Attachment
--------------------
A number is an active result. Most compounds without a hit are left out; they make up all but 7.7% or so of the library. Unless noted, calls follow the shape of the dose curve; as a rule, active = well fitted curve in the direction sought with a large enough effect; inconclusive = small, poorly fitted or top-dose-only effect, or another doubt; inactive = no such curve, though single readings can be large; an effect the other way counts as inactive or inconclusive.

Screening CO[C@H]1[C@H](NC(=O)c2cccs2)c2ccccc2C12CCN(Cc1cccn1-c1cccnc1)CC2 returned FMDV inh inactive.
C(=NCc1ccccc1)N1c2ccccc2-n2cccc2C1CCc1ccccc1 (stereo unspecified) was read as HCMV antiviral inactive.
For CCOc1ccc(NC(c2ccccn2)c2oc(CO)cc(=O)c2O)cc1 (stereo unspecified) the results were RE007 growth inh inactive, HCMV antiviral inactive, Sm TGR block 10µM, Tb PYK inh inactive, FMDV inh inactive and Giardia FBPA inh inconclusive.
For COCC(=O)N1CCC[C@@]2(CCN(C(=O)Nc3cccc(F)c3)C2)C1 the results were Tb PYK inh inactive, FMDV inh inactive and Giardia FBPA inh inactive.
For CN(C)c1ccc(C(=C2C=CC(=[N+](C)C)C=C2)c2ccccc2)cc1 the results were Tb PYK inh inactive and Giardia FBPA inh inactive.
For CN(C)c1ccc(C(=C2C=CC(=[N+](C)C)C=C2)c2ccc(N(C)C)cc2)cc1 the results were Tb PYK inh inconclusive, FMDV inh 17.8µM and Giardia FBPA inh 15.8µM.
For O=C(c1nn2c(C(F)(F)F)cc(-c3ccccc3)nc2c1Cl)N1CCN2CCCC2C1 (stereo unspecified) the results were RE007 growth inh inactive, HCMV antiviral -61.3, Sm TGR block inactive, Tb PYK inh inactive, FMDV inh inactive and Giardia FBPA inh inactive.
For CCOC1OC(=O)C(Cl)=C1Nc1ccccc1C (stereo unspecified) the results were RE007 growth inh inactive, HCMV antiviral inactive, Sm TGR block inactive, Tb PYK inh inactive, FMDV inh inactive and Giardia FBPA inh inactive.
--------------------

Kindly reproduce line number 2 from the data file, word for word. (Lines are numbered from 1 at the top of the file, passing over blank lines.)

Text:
Screening CO[C@H]1[C@H](NC(=O)c2cccs2)c2ccccc2C12CCN(Cc1cccn1-c1cccnc1)CC2 returned FMDV inh inactive.